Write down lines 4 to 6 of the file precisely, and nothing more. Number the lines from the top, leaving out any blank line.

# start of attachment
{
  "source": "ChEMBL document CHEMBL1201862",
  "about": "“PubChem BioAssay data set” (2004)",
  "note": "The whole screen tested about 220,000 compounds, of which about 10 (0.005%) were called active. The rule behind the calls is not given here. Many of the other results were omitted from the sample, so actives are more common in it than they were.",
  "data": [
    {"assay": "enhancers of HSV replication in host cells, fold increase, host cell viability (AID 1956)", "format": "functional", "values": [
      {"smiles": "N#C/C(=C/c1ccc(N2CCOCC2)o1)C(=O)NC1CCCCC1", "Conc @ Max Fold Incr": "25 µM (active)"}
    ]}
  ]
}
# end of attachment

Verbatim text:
  "note": "The whole screen tested about 220,000 compounds, of which about 10 (0.005%) were called active. The rule behind the calls is not given here. Many of the other results were omitted from the sample, so actives are more common in it than they were.",
  "data": [
    {"assay": "enhancers of HSV replication in host cells, fold increase, host cell viability (AID 1956)", "format": "functional", "values": [